So many nights, I’ve thought about getting out of the house and finally having my own, permanent place, and wearing that work blazer and earning those high-heel blisters. But recently, a lot more nights have me taking in what is undoubtedly the final hurrah of my youth. Not many people get to say their entire families had the privilege of being together again for a decent amount of time once one of them hits college.
I’m thankful I get to tell my dad I’d rather endure another Finite course than play the board game Risk, because it means we have the time to play.
I’m thankful my mom gets frustrated when she hears we don’t want chicken for dinner again, because it means there’s another family dinner in order.
I’m thankful my sister pops her head through our Jack and Jill bathroom door and gasps, “How much have you been drinking?” during my Zoom Happy Hour, because it means we’re still just a door away, and not yet cities, much less states.
No one knows what is really the right or “healthy” thing to do right now. For some people, watching Netflix until they need Lasik eye surgery might be the only thing doing their mental health right. For others, becoming the next converted Yogi and spending most of their waking hours mumbling, “Om . . . “ until they’ve felt some inner peace may be what’s best. But there’s one thing, I think, that is the real key to getting through this without wanting to check into a psych ward or audition for The Biggest Loser:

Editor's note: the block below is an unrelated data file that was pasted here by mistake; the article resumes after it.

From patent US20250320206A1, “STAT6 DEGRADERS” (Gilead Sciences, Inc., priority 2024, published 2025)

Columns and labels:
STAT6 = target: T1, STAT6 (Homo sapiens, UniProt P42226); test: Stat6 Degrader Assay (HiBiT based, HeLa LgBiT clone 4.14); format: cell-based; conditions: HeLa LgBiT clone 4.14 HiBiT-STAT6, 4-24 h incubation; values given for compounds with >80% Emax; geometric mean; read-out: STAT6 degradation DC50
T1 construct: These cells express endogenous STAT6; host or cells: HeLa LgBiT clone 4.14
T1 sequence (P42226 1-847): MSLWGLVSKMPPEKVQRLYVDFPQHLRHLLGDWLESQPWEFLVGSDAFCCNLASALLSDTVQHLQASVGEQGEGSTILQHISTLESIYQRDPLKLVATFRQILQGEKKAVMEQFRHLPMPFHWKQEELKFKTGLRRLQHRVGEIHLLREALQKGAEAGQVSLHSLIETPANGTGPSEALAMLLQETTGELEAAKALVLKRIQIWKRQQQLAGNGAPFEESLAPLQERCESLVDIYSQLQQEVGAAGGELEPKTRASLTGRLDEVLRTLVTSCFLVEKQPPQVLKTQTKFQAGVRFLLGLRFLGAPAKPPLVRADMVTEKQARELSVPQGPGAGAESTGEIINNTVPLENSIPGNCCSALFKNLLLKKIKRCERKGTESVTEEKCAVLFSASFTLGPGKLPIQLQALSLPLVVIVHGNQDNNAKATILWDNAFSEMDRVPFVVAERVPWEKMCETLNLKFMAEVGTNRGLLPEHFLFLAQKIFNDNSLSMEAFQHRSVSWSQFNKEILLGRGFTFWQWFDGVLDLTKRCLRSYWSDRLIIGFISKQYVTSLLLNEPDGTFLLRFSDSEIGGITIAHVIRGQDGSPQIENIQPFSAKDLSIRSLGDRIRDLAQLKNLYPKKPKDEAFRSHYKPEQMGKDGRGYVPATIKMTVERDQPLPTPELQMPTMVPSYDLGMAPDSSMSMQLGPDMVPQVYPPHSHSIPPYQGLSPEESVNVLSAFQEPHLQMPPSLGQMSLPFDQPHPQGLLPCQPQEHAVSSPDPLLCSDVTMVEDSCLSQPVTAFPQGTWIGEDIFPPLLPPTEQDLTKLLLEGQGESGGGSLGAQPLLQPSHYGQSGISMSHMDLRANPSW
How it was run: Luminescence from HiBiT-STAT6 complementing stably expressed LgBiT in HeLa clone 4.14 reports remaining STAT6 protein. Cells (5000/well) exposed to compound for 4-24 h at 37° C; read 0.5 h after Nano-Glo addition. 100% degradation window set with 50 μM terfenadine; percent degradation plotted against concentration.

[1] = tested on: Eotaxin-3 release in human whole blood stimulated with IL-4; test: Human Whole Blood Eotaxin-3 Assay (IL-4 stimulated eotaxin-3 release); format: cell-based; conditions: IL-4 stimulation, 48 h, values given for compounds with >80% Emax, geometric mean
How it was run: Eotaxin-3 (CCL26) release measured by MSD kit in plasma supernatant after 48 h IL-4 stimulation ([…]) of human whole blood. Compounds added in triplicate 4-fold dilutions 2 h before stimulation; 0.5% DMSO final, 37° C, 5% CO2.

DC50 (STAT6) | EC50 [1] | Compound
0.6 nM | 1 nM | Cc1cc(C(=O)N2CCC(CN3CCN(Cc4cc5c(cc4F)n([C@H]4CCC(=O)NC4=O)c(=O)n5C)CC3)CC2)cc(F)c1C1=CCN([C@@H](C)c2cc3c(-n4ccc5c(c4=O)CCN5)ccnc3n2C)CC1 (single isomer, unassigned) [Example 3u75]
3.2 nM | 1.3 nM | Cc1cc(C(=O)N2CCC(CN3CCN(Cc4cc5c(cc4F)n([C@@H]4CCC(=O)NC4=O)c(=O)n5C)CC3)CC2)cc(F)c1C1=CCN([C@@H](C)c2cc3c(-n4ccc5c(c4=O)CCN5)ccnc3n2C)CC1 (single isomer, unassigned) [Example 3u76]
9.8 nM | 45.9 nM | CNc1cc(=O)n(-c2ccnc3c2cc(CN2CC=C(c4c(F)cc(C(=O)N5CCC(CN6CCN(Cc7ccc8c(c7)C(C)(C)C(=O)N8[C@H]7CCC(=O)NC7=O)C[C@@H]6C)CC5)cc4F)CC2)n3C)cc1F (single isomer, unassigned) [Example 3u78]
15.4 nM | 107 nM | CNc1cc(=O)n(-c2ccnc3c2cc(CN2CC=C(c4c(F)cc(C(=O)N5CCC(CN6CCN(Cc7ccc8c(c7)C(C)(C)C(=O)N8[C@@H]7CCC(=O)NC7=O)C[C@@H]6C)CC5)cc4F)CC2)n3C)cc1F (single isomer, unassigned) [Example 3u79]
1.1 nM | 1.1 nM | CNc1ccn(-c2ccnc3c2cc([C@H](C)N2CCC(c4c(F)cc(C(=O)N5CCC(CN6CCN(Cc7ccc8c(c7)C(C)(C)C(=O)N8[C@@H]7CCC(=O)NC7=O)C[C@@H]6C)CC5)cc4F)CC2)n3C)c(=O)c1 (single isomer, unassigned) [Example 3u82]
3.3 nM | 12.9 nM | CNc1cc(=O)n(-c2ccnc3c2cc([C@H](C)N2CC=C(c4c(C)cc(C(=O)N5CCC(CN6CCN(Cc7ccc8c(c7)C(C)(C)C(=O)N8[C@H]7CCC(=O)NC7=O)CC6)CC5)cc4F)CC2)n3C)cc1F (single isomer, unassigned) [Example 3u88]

It’s counting your blessings. Remembering what we still do have. Realizing our homes are not holding us hostage, they’re serving us refuge. Not everyone is fortunate enough to be in the position to say the same.
And one final, very important point:
6. Get cheap, drugstore self-tanner. Because if you can’t go to the beach, you might as well sip a watered-down Mojito in your swimsuit and act like you’ve gotten Vitamin D.